A page passes notes between members of the Assembly. Amanda Font/KQED
A page passes notes between members of the Assembly. (Amanda Font/KQED)

Youth Program Lets Teens Take the Reins of State Government

Youth Program Lets Teens Take the Reins of State Government

In a legislative session in the California Assembly chambers, speakers weigh the pros and cons of amending California's Paid Family Leave Act. They propose extending disability compensation for new parents or people caring for a sick relative to 12 weeks, instead of the current six.

From the viewing gallery above the mint-green-and-gold room, the business attire-clad group look and speak like typical legislators. But you didn't vote for them, and most aren't old enough yet to vote themselves.

Youth Program Lets Teens Take the Reins of State Government

Youth Program Lets Teens Take the Reins of State Government

They're high school students  who have come from all over the state as delegates to the 69th annual California YMCA Youth & Government Conference, referred to often as Y&G. The program teaches teens about the processes of state government by letting them build one and run it over a four-day weekend, out of the actual state Capitol building and the nearby convention center.  This year there are nearly 3,500 students, or delegates, attending.

Each morning of the four-day conference, the students get up early, wait in long lines for a Starbucks cuppa', and scan the thick schedule book to figure out in which room they'll spend the next few hours.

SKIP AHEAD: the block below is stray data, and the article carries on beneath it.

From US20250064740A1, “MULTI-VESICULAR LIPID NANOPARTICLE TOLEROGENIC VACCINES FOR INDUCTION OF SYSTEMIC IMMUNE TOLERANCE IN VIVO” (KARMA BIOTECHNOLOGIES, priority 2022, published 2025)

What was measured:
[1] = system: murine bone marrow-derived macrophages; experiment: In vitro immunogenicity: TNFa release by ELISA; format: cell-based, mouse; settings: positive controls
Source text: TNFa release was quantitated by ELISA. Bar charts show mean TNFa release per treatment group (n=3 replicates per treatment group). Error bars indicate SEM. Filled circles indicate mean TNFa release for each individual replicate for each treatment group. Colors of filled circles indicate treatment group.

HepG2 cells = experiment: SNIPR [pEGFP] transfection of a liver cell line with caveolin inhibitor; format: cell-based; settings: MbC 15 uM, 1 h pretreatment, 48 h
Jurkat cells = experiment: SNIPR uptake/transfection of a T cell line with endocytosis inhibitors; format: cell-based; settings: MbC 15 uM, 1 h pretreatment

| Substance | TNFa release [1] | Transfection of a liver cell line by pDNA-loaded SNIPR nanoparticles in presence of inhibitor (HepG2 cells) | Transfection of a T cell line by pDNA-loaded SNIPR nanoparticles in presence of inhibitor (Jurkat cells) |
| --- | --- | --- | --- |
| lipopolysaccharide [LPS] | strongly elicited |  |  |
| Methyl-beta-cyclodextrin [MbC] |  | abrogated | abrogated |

Delegates willing to put in the leg work can campaign and run for elected positions like speaker of the Assembly, chief justice, and that most prized seat of leadership: youth governor. Some assume traditional legislative roles in the Senate and Assembly, or as members of the judiciary. Others act as political party leaders or members of the press corps.

A poster encourages delegates to leave notes about what they've learned at the Youth & Government Conference. (Amanda Font/KQED)

Jared Savage is a lobbyist this year. It's his fifth, and "unfortunately," he says, final conference.  He flags down delegates to sign an initiative to provide 20-minute nap periods to students to help them focus and recharge. It's an idea that's already catching on.

A graduating  senior, he heard about Y&G through a different program in the Weingart Urban YMCA  in South L.A. He joined for the same reason many delegates expressed: He wants to have a say in how he's governed.

"If we really want to live in a society that we can love and appreciate," says Jared, "we have to be the ones that help create the rules."

Jared turned 18 before the 2016 election. "Getting to vote for the first, I wish, female president was really exciting," he says. Even though the results weren't what he wanted, he's proud to have voiced his opinion. That's something he's learned to do in part because of Youth & Government.

"As far as our political climate, of course the tone has changed. But no one has been afraid to speak their mind," he says. "And that's really awesome, because that's been consistent from when I started the program."

The focus on teaching the teens how to develop, debate and give voice to what they believe in is, in essence, what the program is all about. That leads organizers to set up some more creative program areas that don't have real-life counterparts.